Linda: And that'll be a tailwind for international. And I know Martin, that you are involved in both developed and emerging markets. Do you favor one or the other more now versus what you're seeing in the trends and valuations?
Martin: Well, that's a great question, Linda. So we use a top-down country allocation process that really, identifies those markets and those regions we feel outperform. And what we're seeing really, the first time in a long time, on the one hand, we're seeing that Japan is starting to be a little more interesting and Southeast Asia. But really, that the biggest takeaway is that the emerging markets are currently the highest proportion of the highest focus, if you will, or a top on country allocation process. What that means is we're looking for those markets that are undervalued and have the least amount of risk. And in that context, we are at the highest level of emerging markets exposure we've ever been since the late 1990s. And so on the one hand, Asia obviously has done fairly well, but we are seeing that potentially places like Latin America, for example will see a recovery trade and where we see some opportunity. So probably the biggest takeaway is the EM piece of it is much more attractive at the present time.
Linda: And that's very, very interesting too, because I know we hear about the Eurozone area being one that maybe the valuations are very enticing. But then we're also, I think hearing about COVID setbacks over there and how the United States is really racing ahead in terms of getting past all this. Does that have any effect on your views towards the Eurozone and maybe taking some exposure there with the valuations being historically rather inexpensive?
Martin: Yeah, you bring up a really good point. I haven't brought up the European union and EMU. We actually do feel that the EMU has some valuation support. And you're absolutely right, there's currently delay if you will, in the way and manner in which the different regions of the world, if you will, are going to extricate themselves with the COVID pandemic. And there have been some setbacks, but we do expect that this is just a delay. And so for Europe, we are specifically more focused on non EMU markets. And so markets such as Switzerland or the Nordics that are more open to international trade, where we expect to see a continued boom happening. And so EMU is basically European Monetary Unit is obviously cheap. It is actually more as cyclical well. And so while we're staying away from some of the financials, we are invested in a lot of the companies that have global ties and trade. And so the EMU is definitely a value play, and it's a place that we also see some opportunity, just not as much as we are currently seeing in other regions of the world.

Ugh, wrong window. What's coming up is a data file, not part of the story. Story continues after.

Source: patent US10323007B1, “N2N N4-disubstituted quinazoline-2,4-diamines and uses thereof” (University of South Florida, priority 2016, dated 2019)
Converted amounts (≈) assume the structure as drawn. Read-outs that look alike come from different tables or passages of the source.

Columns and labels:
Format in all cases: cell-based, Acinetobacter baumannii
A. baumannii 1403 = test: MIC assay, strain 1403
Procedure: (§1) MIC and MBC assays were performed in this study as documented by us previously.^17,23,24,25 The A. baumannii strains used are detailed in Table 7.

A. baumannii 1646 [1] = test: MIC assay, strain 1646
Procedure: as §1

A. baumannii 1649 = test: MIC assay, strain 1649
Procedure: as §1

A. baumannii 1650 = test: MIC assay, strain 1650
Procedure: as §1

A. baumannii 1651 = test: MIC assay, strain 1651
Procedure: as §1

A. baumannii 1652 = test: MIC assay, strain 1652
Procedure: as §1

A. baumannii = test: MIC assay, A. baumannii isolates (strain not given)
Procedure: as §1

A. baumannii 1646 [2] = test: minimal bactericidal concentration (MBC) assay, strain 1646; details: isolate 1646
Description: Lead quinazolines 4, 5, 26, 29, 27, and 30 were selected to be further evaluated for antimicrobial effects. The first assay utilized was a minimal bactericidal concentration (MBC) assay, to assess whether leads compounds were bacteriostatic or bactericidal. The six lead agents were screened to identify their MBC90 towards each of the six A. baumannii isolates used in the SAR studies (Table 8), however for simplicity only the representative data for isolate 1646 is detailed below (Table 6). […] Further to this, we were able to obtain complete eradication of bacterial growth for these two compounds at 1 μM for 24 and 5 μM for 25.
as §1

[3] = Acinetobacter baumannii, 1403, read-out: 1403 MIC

Linda: And with the emerging markets of scores. We know that China is the second largest economy in the whole world. They were the epicenter of the COVID. They started their shutdown quicker. They were more draconian, maybe got out of it quicker. And when you speak of emerging markets being towards the top of your favorite list right now. I suppose, it goes well beyond China as an investment, does it?
Martin: Yeah. That's a great point. So obviously China, particularly emerging markets context is now more than 40% of the emerging markets index. If you just think about that 10 years ago, it was less than 10. So big changes there. We have been slightly underweight China, but we have seen, as you mentioned again, this COVID kind of transition. They were the first in, first out, so to speak.